On May 23, 2020, then-14-year-old Aaliyah Murray decided enough was enough. She’d grown up witnessing and experiencing racist and discriminatory behavior, but the final straw was hearing that her cousin, a first-year student at a predominantly white high school in a nearby suburb, was being called derogatory names like “porch monkey” and “blackey.” At the time, Murray had no idea how to organize, but she wanted to create a space where Black students could talk and feel safe. She started a group chat, which quickly grew from six students to 30, and then coalesced as a group to combat racism in schools they called Minnesota Teen Activists. Two days later, George Floyd was murdered, and their mission, and worlds, exploded.
“We saw this stuff when we were young, but when we got to be 15, 16, it felt a lot more real,” Murray told BuzzFeed News. “We got old enough to realize what was happening, and that it could happen to us.”
Growing up in Minnesota, with its spate of high-profile police killings in recent years, and near Minneapolis, where officers use force against Black residents at a rate 7 times more than they do against white people, Murray made it a point to avoid videos of police brutality. “It’s really hard to watch a death of someone,” the sophomore said.
But after Floyd’s death, it seemed, for the first time, not just her community but the whole world was seething over the death of a Black man. She couldn’t escape the video as every teen she knew posted it to their Instagram and Snapchat story. It was the first police killing she watched all the way through. Seeing Floyd struggle to breathe as police pinned him to the pavement made Murray feel sick, but she understood it was something she needed to witness. That week, when she started the group’s Instagram page, Murray promised that Minnesota Teen Activists would advocate for students facing “racial disparities and incidents in their schools,” that they would have a safe space to make their voices heard and get support.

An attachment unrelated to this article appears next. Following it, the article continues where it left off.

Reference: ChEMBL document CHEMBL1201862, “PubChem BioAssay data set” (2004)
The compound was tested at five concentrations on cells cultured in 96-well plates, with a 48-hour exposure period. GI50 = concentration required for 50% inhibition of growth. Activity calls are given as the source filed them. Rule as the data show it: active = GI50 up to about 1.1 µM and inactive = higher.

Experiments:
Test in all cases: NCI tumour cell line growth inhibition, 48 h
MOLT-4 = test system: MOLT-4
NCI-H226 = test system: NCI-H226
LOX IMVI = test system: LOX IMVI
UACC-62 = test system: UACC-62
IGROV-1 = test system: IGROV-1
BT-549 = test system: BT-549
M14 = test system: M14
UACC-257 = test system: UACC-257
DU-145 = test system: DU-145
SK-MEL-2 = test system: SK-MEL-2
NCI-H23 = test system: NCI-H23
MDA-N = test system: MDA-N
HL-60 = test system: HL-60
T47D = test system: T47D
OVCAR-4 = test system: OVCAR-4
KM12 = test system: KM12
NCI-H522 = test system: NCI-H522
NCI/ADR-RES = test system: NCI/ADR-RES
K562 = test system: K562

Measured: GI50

Nearly a year and too many Black deaths later, the group has amassed nearly 20,000 followers. Through Instagram, the teens have chronicled police beating Black men, their neighborhoods burning, their peers getting teargassed, trucks driving into peaceful gatherings, and sit-ins demanding justice for other Black residents killed by law enforcement. They also raised more than $100,000 to help repair riot-ravaged businesses on Minneapolis’s Lake Street and in Brooklyn Center, conducted surveys on racism in Minnesota schools to share the results with districts, fostered conversations about youth anxiety and depression, and became a resource on how to protest safely and where to get legal aid. When they can, they do their homework.